it was evident to us there as it is here. Certain areas are just cut off ( either by waterways or lack of transportation ) and so those areas "fester" with the violence.

there is a much deeper issue at hand there as you said and im not exactly sure what it is, but its clear certain areas are just not affected by the violence like other parts of that city.
 
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Pftt, amateurs...

Philippine war against drugs claims 44 lives a day: police report - ABC News (Australian Broadcasting Corporation)

Police have killed 1,033 people in anti-drug operations since President Duterte was sworn into office just over two months ago, according to the national police update on Tuesday.

Another 1,894 people have died in unexplained deaths, police said, which rights groups believe are largely due to out-of-control security forces and hired assassins.

The total of 2,927 is more than 500 higher than the figure released by police on Sunday, and equates to an average of 44 a day since Mr Duterte took office on June 30.
That's in only 2 months.
 

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I don't disagree that it plays a part - but for it to be the main focus of the Who's to blame section?
I don't know that it is the main focus, but I don't think I can say either way unless I lived in that community. I don't know how deep that mistrust runs, and when you truly mistrust the authorities, who (or what) do you turn to?

edit: wish people will actually present a counterpoint, other than a red thumb. I guess some people think police are above reproach at all times.
 

bigdaddysaints

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I'm confused. has there been 500 homicides, or 500 murders? maybe people don't know the difference.
just because it's a homicide, doesn't necessarily make it a murder.
did they just mislabel the article, or just use the word homicide to inflate the numbers?

Sent from my XT1585 using Tapatalk
 

efil4stnias

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I'm confused. has there been 500 homicides, or 500 murders? maybe people don't know the difference.
just because it's a homicide, doesn't necessarily make it a murder.
did they just mislabel the article, or just use the word homicide to inflate the numbers?

Sent from my XT1585 using Tapatalk
500 people were killed by gun violence...hows that?

Murder is a form of homicide, ( intent ) but its still considered "homicide". The article isnt all that confusing...500 peoples lives were taken by gun violence.

Whether intent was there or not is irrelevant. They are speaking on the rash of killing in Chicago. If 20 of those 500 were "self-defense" ( aka Justifiable Homicide ) that represents .04 of the total number of homicides. ( if thats what you are alluding to "inflating numbers" )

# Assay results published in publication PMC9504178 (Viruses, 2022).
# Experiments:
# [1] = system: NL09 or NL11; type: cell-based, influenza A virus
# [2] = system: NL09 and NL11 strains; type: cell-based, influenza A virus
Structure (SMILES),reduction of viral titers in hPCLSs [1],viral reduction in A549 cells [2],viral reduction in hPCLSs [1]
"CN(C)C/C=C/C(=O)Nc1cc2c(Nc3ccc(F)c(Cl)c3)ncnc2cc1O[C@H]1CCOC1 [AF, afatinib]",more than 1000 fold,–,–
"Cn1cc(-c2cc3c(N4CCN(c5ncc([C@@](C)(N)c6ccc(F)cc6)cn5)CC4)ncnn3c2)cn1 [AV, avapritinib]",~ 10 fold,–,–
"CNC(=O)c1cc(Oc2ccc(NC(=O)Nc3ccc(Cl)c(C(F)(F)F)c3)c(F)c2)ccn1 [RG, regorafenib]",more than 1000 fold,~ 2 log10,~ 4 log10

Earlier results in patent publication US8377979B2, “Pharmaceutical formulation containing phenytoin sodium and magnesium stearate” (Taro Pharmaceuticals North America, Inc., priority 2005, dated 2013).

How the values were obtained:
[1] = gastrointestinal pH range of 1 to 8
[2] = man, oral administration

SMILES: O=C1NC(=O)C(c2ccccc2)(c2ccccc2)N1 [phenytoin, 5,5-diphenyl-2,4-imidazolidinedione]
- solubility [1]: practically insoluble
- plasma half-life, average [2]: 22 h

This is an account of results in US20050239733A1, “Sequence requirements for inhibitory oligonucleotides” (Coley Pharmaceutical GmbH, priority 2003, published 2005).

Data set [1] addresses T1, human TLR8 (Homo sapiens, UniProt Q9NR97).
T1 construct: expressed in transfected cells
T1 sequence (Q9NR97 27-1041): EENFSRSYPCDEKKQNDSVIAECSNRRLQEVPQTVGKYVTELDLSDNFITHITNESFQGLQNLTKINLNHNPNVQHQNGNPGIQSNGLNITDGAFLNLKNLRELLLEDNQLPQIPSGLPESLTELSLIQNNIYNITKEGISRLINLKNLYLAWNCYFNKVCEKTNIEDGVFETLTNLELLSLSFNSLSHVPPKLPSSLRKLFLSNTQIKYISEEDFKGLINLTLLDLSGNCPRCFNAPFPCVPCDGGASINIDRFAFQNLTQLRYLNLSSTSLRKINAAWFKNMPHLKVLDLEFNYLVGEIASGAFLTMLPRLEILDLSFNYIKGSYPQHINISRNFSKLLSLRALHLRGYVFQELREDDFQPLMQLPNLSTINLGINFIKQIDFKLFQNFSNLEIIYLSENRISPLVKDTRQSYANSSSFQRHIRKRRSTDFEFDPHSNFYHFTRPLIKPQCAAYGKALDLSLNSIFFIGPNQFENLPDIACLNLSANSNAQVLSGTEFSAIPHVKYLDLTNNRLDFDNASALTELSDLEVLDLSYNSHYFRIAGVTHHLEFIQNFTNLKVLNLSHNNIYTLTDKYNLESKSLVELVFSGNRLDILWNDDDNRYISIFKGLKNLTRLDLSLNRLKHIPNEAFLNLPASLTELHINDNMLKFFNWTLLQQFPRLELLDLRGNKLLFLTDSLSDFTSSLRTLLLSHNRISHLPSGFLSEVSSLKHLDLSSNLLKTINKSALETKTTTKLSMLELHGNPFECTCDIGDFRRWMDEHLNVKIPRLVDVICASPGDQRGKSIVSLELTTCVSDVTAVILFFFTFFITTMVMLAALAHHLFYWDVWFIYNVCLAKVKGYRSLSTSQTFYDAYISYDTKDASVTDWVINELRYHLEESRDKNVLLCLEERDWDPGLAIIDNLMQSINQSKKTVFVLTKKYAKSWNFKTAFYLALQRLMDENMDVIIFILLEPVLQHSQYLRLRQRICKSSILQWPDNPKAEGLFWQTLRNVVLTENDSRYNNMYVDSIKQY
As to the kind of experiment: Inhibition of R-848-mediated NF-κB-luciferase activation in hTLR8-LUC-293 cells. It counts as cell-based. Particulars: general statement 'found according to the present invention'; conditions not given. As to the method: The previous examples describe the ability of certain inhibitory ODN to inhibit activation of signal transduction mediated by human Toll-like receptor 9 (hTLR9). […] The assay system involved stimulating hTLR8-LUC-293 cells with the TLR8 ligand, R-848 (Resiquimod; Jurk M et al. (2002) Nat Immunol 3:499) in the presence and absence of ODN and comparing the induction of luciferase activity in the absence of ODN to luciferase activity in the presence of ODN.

So including "murders" in with homicides is perfectly fine, because it all falls under homicide.
 

JimEverett

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I think one of the many odd things during the Obama presidency has been the focus, usually by conservatives, on Chicago's violence.

Odd for many reasons, but mostly because there are quite a lot of cities with murder rates much higher than Chicago's.
 

MrVoodoo

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I don't know that it is the main focus, but I don't think I can say either way unless I lived in that community. I don't know how deep that mistrust runs, and when you truly mistrust the authorities, who (or what) do you turn to?

edit: wish people will actually present a counterpoint, other than a red thumb. I guess some people think police are above reproach at all times.
When you write an article like this and you make a point to try to address "Who's to blame" - you start with what should be the primary reason. Here they start with the police and make the offhanded statement "But the other side of this battle is the street crime." That puts street crime as a secondary reason to issues with the Police. Then the article dismisses the issue of economics by saying that unemployment rates dropped. Yes, the primary focus in this article as a reason to why these happen is the Police.


Now in regards to mistrusting authorities as you say, "who (or what) do you turn to?" You turn to social leaders and social programs to work out the root cause. Crime is so rampant there - mistrust of police does not cause crime, sure it may cause someone to take things into their own hands - but it doesn't cause the situation that created that. You can't justify murdering someone because you don't trust the authorities... that makes you worse (or in some cases just as bad) than those authorities you don't trust.

Regardless of how you personally feel about police, regardless of the issues of police brutality, regardless of the police period - the police cannot be causation of 500 homicides (with the exception of situations like the Philippines where it appears that police are executing drug dealers/users on the streets).